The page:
It’s a jobseekers’ market, thanks to the confluence of low unemployment and company growth across industries. With over 100 occupations in the U.S. currently posting more jobs than actual hires month over month, according to CareerBuilder, the war for talent is on.
So you would think employers would be scrambling to figure out the best ways to lure talent, especially considering that millennials who will make up 75% of the workforce in the next decade are itching for their next career opportunity. Deloitte found that 44% of millennials say, if given the choice, they would like to leave their current employers in the next two years.
Unfortunately, employers aren’t quite stepping up according to the findings in the latest Candidate Experience report from the Talent Board, a nonprofit research organization for the recruiting industry.
The report suggests that while the majority of organizations are investing in better talent acquisition strategies, such as using social media like LinkedIn to better engage candidates, the researchers say, "In some cases, they are ignoring the most basic aspect of engaging talent—consistent communication."
This trend was one of several important takeaways to come out of 2015’s annual survey, in which the Talent Board analyzed data from more than 100,000 people who applied for jobs at 185 North American companies, including many of whom weren’t ultimately hired.
Although most companies send an immediate "thank you" to the candidate when they receive an application, only 40% of recruiters respond at all. This may be due to the number of applications—an average of 200 per job opening, according to the report. Nearly half of candidates say they never got an application status update, or were told why the employer asked for information on gender, race, and ethnicity. Nor did the employer offer the option to save their application for a later date.
This is in spite of the fact that companies have multiple ways to engage and communicate with candidates. Seventy-six percent of candidates do their own research before applying, including looking on companies’ websites. Fifty-five percent of job hunters also reported already having a relationship with the company they’d like to work for, either as an existing customer, through an internship, etc. Both suggest that companies could leverage those connections, either through technology (data tracking, loyalty programs) or through personal outreach, but they aren’t.
Instead, they are spending time, money, and other resources on tactics that aren’t necessarily netting the best candidates. Among the more wasteful practices from the report:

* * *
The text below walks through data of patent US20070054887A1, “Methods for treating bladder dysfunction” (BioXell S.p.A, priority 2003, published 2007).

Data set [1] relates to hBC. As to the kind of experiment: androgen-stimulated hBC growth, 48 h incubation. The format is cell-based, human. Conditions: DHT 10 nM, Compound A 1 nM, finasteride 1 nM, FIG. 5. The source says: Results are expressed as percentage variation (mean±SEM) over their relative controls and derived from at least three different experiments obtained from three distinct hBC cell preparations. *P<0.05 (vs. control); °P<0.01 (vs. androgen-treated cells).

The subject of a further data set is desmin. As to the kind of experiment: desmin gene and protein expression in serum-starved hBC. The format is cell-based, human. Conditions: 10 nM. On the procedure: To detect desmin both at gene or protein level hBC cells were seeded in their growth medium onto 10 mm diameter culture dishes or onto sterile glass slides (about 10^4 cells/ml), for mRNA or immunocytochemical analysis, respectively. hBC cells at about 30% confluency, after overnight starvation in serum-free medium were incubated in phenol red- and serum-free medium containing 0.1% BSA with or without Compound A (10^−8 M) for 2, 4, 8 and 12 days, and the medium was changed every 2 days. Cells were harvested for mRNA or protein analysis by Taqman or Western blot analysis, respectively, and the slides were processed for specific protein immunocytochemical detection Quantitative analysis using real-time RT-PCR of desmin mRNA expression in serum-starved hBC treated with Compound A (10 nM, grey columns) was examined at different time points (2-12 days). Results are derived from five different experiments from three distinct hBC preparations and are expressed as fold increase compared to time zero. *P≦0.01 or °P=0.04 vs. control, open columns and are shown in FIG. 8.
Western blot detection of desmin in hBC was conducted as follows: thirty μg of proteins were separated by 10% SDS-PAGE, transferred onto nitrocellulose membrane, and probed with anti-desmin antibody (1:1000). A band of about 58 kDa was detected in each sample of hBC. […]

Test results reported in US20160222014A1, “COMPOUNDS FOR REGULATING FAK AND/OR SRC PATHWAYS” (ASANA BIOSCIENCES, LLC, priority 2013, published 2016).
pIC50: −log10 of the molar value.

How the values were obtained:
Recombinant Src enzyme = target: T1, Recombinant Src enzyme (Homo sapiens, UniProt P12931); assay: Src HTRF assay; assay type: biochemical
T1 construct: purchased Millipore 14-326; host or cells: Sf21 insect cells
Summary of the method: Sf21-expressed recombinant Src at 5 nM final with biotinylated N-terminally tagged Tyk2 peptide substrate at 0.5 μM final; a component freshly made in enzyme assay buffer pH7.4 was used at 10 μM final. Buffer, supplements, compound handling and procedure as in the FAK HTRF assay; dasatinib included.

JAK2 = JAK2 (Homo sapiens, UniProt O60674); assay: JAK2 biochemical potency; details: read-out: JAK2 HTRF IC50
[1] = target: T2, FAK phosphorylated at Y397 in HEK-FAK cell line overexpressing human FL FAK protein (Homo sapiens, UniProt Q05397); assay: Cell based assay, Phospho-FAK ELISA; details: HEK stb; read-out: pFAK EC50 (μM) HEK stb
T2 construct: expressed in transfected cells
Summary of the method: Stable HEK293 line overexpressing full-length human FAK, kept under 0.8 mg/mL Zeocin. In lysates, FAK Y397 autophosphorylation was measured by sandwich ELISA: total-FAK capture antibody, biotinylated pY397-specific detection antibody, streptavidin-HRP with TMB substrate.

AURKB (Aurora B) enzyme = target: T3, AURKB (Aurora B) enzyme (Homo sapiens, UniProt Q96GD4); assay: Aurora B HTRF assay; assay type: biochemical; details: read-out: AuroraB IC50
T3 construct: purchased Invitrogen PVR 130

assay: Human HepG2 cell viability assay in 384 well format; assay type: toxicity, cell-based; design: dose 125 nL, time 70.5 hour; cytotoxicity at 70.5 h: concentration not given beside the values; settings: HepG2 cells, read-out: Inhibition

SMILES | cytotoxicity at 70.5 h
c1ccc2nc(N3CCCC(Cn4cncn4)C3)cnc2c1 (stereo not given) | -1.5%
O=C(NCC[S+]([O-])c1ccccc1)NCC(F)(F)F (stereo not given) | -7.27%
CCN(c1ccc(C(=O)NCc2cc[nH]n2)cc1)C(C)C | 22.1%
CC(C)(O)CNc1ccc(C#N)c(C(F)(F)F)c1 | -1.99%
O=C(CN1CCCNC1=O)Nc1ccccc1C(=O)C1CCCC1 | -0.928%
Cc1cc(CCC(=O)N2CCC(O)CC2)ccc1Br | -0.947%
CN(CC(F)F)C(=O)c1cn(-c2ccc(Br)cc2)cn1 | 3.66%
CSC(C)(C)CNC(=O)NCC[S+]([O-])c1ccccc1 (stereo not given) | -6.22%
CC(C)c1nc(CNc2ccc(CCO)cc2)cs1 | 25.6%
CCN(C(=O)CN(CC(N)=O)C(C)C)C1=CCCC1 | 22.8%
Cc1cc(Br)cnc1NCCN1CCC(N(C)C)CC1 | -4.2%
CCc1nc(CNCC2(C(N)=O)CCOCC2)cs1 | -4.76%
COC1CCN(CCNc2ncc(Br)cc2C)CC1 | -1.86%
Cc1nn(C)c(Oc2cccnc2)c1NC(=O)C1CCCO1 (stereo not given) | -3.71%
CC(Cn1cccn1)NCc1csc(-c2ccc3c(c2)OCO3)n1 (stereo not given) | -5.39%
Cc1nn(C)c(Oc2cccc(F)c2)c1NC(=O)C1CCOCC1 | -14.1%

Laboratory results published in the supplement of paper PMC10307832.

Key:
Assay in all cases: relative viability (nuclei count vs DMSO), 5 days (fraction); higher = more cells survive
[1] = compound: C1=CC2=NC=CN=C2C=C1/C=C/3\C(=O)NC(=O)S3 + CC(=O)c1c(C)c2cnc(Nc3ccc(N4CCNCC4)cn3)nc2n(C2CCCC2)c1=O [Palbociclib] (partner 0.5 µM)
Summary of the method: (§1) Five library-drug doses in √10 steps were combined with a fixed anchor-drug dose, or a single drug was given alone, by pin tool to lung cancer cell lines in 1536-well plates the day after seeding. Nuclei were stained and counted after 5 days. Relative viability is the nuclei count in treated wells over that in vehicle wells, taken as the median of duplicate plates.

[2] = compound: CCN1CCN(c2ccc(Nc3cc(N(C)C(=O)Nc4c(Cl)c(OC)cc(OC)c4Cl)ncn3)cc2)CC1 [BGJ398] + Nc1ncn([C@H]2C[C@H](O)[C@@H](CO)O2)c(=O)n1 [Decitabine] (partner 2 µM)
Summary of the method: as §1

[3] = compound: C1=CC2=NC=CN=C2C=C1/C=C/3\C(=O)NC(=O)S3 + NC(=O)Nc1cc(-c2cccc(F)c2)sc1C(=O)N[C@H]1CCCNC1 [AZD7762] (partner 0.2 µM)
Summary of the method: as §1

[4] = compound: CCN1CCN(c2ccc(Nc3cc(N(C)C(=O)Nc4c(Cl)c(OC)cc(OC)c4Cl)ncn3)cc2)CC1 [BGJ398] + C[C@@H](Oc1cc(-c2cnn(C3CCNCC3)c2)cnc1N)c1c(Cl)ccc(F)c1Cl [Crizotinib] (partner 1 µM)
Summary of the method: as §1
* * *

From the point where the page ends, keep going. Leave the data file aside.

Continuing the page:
Using job boards: Even though candidates are relying less on job boards, organizations have increased their investment in this sourcing tool from 37% in 2014 to 45% in 2015.
Sourcing ahead of need: Eighty-eight percent of employers are allowing more applicants to complete the application even after they fail screening questions.
Not asking about job-specific skills: While over 80% of candidates answer general screening questions during the application process, only 50% are asked for job-specific skills, and less than one-third are asked to take assessments.
Another place employers are investing in is mobile. In 2013, Fast Company reported that over 10 million workers searched for jobs on their mobile devices, and 31% of Google searches for "jobs" also came from mobile, making recruiters stand up and take notice.
But searching and actually following through with an application on the phone are totally different things. According to the Talent Board, 69.2% of employers had a mobile-enabled recruiting system, and the rest were considering it, up from 68.6% in 2014.
The disconnect? Out of the 20,614 candidates surveyed who were asked if they used a mobile device to apply for a job, only 10.1% of them said they had.
Cleaning up their channels and communicating more effectively could help recruiters and hiring managers in the coming year. Currently, despite best practices and concerted efforts, as many as 95% of companies admit to recruiting the wrong people each year, according to research commissioned by Glassdoor from management consultancy the Brandon Hall Group. What’s more, over a third of organizations reported being unaware of how costly that mistake can be.
In the hiring phase alone, taking into account the cost of advertisements and recruiters, combined with the cost of technology and the interview process itself, employers can spend anywhere from nearly $750 for an entry-level hire to almost $3,800 for an executive placement, according to the Brandon Hall research. Factor in the business metric of giving the job to the wrong person in terms of productivity, performance, and team morale, and it adds up to a very costly mistake that can be avoided if the right measures are taken up front.